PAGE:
Cat Cora

Chef Philippe Puel – Le Cantou, France

by Rui Kojima on April 13, 2011

"Knives are our profession's emblem. "

Philippe Puel is the Chef and owner of Le Cantou, a peaceful restaurant set in the middle of a beautiful, well-tended garden, only ten minutes from Toulouse’s busy center. Philippe was one of our attending chefs on the 2004 Korin France Chefs Tour of Japan.

 

What does your knife mean to you?

It’s a passion! I love the object, I’m a knife collector. If I buy a new knife, I have to acquire the full line, little by little. Knives are our profession’s emblem.

 

What are the superior qualities of your Japanese knives?

They are beautiful and so sharp! They are also very easy to use. My favourite is the Suisin Wa-Gyutou line. I have the Wa-gyutou, the Wa-sujihiki, and the Wa-petty. But I don’t use them at the restaurant everyday! For everyday use, I have my Brieto collection.

 

What made you want to be a chef?

I grew up in a kitchen: my mother was a cook. I loved the speedy atmosphere there; I’m a fast person, always on the move, always trying new things. I like challenges. I’m afraid of boredom. Being a Chef is the best choice for me.

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Chef Cat Cora – Iron Chef America

by Rui Kojima on April 13, 2011

"Foreign experience is the way to learn so much."

Cat Cora, the only female Iron Chef on the Food Network’s Iron Chef America, is more than just a talented chef. Educated at The Culinary Institute of America in New York, and trained in France with some of their best known chefs, Cora has written cookbooks, appeared on television shows, and currently uses her culinary skills to help others through humanitarian activism.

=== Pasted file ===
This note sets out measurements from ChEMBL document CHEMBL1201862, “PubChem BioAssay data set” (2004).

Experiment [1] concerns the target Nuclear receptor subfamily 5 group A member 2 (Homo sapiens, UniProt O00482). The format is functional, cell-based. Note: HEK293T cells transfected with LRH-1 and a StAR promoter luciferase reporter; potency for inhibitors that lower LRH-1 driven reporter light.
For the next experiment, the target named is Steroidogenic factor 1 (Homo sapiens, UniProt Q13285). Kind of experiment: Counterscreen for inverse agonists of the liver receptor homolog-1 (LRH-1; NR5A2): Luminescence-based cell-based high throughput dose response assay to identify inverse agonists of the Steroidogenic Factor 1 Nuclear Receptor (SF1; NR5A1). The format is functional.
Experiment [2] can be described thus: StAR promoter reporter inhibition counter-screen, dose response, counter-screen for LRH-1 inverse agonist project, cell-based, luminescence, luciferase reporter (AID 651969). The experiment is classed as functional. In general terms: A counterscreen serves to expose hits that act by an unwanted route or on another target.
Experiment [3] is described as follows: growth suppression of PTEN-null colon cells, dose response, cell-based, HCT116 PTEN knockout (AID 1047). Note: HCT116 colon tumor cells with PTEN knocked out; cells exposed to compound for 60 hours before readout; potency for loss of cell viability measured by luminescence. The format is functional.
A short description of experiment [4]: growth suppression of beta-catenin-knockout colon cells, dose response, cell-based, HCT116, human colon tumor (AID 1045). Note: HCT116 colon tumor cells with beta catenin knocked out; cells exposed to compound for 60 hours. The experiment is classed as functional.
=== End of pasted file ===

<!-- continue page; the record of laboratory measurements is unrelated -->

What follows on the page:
What is the most important aspect of cooking to you?

Enjoying it! It’s about enjoying the cooking, the eating, the gathering of family and friends! When you’re star ting out, food is what you do… but now it’s really about enjoying it, having fun with it and making people happy!

 

What do you think of the importance of having cooking experience in foreign countries?

Foreign experience is the way to learn so much. Anyone who goes to another country will be a better cook because it’s the way to get out of the comfort zone. When you gain foreign experience, you meet new people and broaden your horizons about food culture. The stereotypes you’ve had are thrown out the window. And for me it was particularly interesting because I was generally the only woman in the kitchen when I worked in Europe. The Japanese people I worked with in France really took care of me, and showed me the hospitality and nur turing of the Japanese—they knew what I was going through because no matter what the language, they are fellow chefs and we all go through it! When you come back from foreign experience, you come back a much better cook for having taken the chance.

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